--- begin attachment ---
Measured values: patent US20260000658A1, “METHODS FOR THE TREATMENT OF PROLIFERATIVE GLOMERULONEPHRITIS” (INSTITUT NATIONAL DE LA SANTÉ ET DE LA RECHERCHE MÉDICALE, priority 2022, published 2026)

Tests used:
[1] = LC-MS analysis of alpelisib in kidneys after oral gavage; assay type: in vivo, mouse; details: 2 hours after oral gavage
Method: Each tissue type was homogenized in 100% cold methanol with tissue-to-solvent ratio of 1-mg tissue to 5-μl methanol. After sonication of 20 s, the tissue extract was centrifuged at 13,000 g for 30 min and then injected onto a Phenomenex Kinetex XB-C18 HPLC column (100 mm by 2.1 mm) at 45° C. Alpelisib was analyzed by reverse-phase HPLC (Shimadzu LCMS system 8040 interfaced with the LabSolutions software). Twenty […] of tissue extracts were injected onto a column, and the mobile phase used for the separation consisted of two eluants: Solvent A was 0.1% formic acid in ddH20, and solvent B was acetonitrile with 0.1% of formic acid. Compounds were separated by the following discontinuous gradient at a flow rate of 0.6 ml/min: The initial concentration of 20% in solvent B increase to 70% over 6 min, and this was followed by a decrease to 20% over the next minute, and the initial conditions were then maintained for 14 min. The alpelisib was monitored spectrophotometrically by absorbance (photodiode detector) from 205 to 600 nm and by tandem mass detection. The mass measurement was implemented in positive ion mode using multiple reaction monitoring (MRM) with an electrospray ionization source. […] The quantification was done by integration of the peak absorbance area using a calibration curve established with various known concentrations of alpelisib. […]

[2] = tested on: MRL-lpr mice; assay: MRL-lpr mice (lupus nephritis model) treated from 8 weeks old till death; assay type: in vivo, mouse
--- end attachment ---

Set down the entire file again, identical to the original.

Measured values: patent US20260000658A1, “METHODS FOR THE TREATMENT OF PROLIFERATIVE GLOMERULONEPHRITIS” (INSTITUT NATIONAL DE LA SANTÉ ET DE LA RECHERCHE MÉDICALE, priority 2022, published 2026)

Tests used:
[1] = LC-MS analysis of alpelisib in kidneys after oral gavage; assay type: in vivo, mouse; details: 2 hours after oral gavage
Method: Each tissue type was homogenized in 100% cold methanol with tissue-to-solvent ratio of 1-mg tissue to 5-μl methanol. After sonication of 20 s, the tissue extract was centrifuged at 13,000 g for 30 min and then injected onto a Phenomenex Kinetex XB-C18 HPLC column (100 mm by 2.1 mm) at 45° C. Alpelisib was analyzed by reverse-phase HPLC (Shimadzu LCMS system 8040 interfaced with the LabSolutions software). Twenty […] of tissue extracts were injected onto a column, and the mobile phase used for the separation consisted of two eluants: Solvent A was 0.1% formic acid in ddH20, and solvent B was acetonitrile with 0.1% of formic acid. Compounds were separated by the following discontinuous gradient at a flow rate of 0.6 ml/min: The initial concentration of 20% in solvent B increase to 70% over 6 min, and this was followed by a decrease to 20% over the next minute, and the initial conditions were then maintained for 14 min. The alpelisib was monitored spectrophotometrically by absorbance (photodiode detector) from 205 to 600 nm and by tandem mass detection. The mass measurement was implemented in positive ion mode using multiple reaction monitoring (MRM) with an electrospray ionization source. […] The quantification was done by integration of the peak absorbance area using a calibration curve established with various known concentrations of alpelisib. […]

[2] = tested on: MRL-lpr mice; assay: MRL-lpr mice (lupus nephritis model) treated from 8 weeks old till death; assay type: in vivo, mouse